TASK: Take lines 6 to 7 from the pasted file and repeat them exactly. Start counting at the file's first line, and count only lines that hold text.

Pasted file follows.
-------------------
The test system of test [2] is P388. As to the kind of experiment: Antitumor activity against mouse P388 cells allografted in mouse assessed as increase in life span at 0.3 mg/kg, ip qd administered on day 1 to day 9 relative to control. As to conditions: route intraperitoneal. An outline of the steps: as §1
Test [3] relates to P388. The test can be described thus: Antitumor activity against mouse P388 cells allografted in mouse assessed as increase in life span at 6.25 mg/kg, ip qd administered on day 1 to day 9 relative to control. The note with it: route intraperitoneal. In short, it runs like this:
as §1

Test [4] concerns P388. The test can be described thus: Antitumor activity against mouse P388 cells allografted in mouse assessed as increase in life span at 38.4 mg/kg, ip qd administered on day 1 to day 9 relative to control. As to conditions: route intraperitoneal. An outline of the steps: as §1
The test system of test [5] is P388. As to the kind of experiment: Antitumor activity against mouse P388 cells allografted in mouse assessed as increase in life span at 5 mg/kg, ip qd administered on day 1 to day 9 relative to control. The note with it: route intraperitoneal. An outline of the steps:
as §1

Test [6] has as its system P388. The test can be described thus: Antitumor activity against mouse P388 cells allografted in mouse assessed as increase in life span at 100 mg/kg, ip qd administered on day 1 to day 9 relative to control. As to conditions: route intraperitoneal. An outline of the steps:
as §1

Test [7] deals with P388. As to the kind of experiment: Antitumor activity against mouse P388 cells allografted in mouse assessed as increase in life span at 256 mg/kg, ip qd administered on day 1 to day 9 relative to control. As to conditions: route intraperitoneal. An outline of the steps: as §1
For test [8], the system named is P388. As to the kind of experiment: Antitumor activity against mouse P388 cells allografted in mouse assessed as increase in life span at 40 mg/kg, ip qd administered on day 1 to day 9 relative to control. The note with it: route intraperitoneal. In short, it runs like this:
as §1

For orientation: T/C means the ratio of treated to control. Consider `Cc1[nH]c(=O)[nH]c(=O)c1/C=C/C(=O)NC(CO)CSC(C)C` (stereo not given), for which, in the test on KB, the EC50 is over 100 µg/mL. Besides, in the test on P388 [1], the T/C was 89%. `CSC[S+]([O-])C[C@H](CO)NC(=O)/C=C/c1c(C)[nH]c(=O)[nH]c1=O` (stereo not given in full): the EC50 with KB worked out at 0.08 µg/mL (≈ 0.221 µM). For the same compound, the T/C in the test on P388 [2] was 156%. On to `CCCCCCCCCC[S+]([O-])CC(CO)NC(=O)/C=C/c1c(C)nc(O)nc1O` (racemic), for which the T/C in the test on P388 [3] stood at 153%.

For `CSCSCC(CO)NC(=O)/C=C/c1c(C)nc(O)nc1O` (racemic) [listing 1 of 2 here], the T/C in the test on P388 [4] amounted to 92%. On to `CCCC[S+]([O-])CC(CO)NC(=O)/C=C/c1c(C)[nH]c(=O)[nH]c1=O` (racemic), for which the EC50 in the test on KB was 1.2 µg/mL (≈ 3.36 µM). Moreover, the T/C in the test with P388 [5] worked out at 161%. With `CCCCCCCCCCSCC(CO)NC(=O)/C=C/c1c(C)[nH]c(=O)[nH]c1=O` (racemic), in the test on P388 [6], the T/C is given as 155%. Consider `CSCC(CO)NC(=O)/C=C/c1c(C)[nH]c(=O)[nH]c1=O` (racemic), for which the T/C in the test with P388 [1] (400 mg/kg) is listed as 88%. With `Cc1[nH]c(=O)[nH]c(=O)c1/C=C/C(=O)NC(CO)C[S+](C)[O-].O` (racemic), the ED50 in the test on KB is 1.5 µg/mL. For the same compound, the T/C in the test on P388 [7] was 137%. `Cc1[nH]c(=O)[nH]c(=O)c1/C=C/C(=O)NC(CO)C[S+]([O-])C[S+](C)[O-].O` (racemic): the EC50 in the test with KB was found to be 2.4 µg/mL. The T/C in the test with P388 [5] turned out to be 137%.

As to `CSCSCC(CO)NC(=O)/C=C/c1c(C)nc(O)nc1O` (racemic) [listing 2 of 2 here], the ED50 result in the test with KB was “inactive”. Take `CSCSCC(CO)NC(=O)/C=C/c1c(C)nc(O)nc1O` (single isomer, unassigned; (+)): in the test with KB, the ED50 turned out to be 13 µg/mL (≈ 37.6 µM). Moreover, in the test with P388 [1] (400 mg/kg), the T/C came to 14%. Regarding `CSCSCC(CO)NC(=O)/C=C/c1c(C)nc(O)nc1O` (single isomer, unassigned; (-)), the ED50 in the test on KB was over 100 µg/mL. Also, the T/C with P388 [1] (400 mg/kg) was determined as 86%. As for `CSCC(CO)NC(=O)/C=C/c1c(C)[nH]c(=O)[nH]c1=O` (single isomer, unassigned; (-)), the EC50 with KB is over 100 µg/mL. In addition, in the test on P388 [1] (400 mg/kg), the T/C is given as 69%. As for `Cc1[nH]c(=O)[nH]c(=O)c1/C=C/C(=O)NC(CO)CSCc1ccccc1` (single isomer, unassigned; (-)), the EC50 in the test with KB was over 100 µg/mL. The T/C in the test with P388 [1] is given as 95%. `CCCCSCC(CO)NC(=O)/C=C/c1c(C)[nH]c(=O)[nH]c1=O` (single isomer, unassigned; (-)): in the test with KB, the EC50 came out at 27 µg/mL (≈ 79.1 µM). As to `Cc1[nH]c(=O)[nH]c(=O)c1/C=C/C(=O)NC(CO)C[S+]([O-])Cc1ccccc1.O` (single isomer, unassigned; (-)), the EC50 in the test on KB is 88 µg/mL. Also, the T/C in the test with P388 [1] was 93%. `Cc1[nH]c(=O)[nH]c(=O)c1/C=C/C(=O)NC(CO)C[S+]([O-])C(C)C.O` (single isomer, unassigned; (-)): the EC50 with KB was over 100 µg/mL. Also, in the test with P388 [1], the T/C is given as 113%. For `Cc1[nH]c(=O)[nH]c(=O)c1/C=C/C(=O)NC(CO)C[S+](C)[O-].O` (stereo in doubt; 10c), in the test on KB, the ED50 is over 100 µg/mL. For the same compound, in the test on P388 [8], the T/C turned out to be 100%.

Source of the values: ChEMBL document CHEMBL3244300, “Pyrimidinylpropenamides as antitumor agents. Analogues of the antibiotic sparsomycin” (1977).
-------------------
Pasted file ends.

as §1

Test [6] has as its system P388. The test can be described thus: Antitumor activity against mouse P388 cells allografted in mouse assessed as increase in life span at 100 mg/kg, ip qd administered on day 1 to day 9 relative to control. As to conditions: route intraperitoneal. An outline of the steps: